In response to the crisis this pressure created. Secretary General Kofi Annan announced a "quiet revolution" of consolidation, delegating, and personnel cuts for the programs under his control, to reduce costs, correct corruption and waste, and allow for greater administrative efficiency. This included a $123 million reduction in the 1998-1999 biennium budget on the heels of a four-year freeze and the elimination of one thousand posts above the nearly two thousand positions previously cut (from twelve thousand in 1985) to reduce the staff an additional 25 percent, from ten thousand in 1996 to eight thousand. In addition, as a component of the highly detailed document entitled Renewing the United Nations: A Programme for Reform, Annan also begged the General Assembly to establish a commission to revise the mandates of the specialized agencies that are beyond his authority to reform (these kinds of changes require decisions by member states), and proposed that the members convene a Millennium Assembly in 2000 with a companion Peoples Assembly :o define the twenty-first-century policy agenda and procedures for the UN. These massive reforms also cut the Secretariats administrative costs by one-third, from 38 percent of the regular budget to 25 percent by 1999-2000, cutting the savings into a development fund for poor countries. The overall budget was reduced to about $2.5 billion in 1998 and 1999, while holding the U.S. share to 25 percent; reducing Russia's (to 2.87 percent); increasing Japan’s (to 20.6 percent), Germany's (to 9.6 percent), and Italy’s (to 5.4 percent); and keeping China’s below 1 percent. The reorganization plan merges the score of disparate programs into five categories and creates the UN’s first Deputy Secretary General (Louise Frechette). The new budget formula for the 185 members agreed to in December puts the UN financial house on a firmer if leaner foundation.

The future of the United Nations nonetheless remains uncertain. The U.S. Congress continues to resist paying Americans arrears, and turned down a "White House request for several billion dollars for the UN, intended to stop the criticism of the United States as a "deadbeat." The U.S. failure to meet its financial obligations undermines the faith ot both America's friends and toes in the sincerity of fhe U.S. promise to support the UN and further threatens the UN’s frail cohesion. To make matters worse, wide divergences among the General Assembly members continue to pose a well-entrenched obstacle to major changes in the way the UN works. However, given the promise of Kofi Annon’s reform package and budget cutbacks, many supporters feel optimistic about the organization's long-term prospects, because past crises have been overcome and the UNs many important previous contributions to world peace and development have given most countries a large stake in its survival. The great gap between the mandates that the UN's members ordered, and the means they allowed for fulfilling them, may yet be closed, because failure would spell disaster.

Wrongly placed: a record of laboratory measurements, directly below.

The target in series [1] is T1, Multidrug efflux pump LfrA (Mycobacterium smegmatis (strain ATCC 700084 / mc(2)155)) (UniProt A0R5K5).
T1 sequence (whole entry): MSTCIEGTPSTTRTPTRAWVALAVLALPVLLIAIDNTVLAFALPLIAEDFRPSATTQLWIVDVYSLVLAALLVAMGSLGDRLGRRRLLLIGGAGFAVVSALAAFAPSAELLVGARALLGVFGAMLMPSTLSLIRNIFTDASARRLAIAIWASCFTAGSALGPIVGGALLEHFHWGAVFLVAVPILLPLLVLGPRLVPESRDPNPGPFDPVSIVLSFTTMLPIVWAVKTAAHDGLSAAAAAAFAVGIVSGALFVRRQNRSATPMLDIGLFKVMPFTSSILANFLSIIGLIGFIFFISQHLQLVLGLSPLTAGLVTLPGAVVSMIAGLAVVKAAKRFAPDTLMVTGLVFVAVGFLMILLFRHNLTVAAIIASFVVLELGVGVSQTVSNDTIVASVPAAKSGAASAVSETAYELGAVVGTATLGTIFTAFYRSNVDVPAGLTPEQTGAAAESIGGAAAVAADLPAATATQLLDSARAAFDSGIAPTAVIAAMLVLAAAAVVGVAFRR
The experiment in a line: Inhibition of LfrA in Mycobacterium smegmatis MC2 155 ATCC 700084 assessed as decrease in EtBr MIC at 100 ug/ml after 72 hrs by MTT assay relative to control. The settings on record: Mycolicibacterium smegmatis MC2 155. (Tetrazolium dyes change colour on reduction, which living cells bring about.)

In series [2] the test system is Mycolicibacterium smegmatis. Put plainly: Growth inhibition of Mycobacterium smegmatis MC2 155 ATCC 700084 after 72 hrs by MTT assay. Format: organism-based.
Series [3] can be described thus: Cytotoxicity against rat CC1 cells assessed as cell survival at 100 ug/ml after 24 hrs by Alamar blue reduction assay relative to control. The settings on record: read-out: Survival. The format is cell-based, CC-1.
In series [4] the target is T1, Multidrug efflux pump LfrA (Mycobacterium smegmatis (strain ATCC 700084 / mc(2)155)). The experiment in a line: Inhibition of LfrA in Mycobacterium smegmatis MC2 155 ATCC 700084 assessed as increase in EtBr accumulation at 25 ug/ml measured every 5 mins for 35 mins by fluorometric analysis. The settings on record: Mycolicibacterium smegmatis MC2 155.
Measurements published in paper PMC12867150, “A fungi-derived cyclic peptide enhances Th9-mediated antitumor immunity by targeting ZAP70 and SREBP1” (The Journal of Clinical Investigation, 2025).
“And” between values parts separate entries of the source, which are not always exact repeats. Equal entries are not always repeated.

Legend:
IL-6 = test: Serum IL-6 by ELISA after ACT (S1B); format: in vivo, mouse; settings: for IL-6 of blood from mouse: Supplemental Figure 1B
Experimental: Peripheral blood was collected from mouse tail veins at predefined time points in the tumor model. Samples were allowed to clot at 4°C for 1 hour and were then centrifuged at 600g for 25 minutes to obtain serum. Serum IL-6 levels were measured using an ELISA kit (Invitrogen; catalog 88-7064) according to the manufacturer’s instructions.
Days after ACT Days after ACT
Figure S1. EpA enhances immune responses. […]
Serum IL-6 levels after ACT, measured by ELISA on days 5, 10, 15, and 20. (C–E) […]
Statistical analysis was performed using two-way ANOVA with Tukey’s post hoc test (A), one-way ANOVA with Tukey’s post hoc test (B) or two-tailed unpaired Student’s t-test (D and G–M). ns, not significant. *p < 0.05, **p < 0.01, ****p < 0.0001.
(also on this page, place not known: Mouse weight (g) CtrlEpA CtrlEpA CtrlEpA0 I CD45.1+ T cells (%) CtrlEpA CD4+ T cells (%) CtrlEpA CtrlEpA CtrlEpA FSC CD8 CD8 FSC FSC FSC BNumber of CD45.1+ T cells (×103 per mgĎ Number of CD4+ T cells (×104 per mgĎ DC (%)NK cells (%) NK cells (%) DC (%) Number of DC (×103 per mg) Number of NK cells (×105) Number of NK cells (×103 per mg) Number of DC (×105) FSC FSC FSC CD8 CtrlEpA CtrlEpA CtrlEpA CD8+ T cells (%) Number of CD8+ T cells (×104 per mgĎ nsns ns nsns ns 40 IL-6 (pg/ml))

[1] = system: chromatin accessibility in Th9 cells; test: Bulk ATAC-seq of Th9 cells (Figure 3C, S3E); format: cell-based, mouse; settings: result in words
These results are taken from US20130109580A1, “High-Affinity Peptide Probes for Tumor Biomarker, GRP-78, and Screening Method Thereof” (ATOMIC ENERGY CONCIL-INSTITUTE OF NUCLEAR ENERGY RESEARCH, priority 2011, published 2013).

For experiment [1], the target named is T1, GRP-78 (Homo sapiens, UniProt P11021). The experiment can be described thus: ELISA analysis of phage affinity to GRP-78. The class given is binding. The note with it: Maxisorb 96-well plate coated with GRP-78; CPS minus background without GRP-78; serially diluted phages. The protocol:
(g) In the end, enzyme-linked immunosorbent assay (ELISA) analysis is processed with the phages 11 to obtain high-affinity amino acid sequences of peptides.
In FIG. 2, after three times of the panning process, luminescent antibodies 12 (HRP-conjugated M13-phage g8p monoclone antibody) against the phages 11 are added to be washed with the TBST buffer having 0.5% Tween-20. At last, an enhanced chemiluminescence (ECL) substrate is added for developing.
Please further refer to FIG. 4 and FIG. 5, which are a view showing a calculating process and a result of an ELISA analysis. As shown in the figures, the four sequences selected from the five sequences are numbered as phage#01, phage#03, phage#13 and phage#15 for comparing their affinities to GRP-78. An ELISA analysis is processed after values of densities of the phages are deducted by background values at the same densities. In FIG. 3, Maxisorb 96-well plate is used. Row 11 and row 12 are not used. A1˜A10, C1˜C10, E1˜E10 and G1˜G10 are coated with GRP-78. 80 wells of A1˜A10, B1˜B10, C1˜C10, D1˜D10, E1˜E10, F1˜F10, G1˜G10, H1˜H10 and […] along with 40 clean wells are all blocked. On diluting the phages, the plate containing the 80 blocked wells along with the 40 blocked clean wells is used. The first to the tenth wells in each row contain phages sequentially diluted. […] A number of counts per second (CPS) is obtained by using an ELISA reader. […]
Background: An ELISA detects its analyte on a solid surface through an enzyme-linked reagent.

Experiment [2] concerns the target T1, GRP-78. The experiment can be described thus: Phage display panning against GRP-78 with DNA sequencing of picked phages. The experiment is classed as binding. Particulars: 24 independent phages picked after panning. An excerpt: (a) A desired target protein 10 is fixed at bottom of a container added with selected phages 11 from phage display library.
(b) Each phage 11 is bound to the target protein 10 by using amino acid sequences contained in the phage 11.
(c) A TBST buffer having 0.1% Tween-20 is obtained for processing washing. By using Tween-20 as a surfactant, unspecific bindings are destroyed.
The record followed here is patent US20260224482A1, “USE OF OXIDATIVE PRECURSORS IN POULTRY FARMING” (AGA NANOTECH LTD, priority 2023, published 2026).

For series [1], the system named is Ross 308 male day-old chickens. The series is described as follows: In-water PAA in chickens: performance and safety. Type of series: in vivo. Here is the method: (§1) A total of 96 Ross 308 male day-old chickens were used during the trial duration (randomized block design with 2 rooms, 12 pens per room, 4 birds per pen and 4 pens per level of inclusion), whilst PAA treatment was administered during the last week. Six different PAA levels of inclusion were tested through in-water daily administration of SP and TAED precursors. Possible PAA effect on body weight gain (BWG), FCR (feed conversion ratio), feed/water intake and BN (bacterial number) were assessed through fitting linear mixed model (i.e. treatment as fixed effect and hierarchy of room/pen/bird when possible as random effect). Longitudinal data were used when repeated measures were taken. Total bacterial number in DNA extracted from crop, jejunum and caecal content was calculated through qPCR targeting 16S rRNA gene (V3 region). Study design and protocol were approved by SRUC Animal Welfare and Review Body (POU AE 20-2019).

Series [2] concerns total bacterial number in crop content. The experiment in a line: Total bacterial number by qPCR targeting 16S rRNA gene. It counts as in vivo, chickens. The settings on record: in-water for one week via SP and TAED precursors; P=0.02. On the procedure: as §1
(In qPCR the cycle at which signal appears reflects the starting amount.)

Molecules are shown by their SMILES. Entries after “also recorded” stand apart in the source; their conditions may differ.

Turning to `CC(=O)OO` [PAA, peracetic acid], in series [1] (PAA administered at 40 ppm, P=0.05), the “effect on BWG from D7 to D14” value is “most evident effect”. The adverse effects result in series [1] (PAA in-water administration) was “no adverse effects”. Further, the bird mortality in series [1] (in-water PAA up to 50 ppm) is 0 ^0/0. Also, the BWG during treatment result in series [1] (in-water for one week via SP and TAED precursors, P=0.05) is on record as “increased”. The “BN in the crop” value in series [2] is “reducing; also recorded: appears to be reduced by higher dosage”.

The United Nation's Shifting Purposes and Priorities

The history of the United Nations' first fifty years reflects the fact that both rich countries and developing countries have successfully used the organization to promote their own foreign policy goals, and this proud fifty-year record has bred much loyalty and hopeful confidence in the UN's future capacity to manage an ever-changing and growing agenda. The United Nations has been asked to address an expanding set of economic development and other nonmilitary issues, and its adaptive response has generated support from the members that demanded them. For example, the developing countries' interests were recognized in the host of world conferences and special General Assembly sessions held since the early 1970s, even if these conferences frequently became forums for heated exchanges between North and South that limited their global problem-solving capability.

In the twenty-first century, the United Nations is likely to continue to play an active role in both the area of social and economic enhancement and in that of peace and security. However, the prospects for future UN peacekeeping are uncertain, and the capacity for the globe’s most powerful IGO to "identify, and focus on, what the United Nations can do best" (Boutros-Ghali 1995) in the social and economic realm is likely to be severely tested. The challenge will be great, because the United Nations is expected to serve the economic and social development needs of 185 states and 6 billion people with less money than the annual budget for New York State University (UNDP 1997, 93). In the last analysis, the United Nations can be no more than the mandates and power that the member states give to it. As one high-level UN civil servant, Brian Urquhart, described the world’s political dilemma, "Either the UN is vital to a more stable and equitable world and should be given the means to do the job, or peoples and governments should be encouraged to look elsewhere. But is there really an alternative?"

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Secretary General Kofi Annan's Reform Proposal for Administration of the United Nations

To offset criticism and restore the United Nations to a sound financial footing that most members would likely fund, Secretary-General Kofi Annan pleaded in 1998, "Give us the tools and we will do the job." His pleas were heard, and he won acceptance for nearly all of his proposals to reorganize and streamline the many UN agencies under his authority. The cost-saving reforms "downsized" the organizational chart under a cabinet-style managerial chain of command, including the appointment of a French Canadian, Youise Prechette, as the first Deputy Secretary General in the UN’s history. The reform package reorganized the UN's huge network of separate agencies, as this administrative restructuring chart prepared by the UN shows.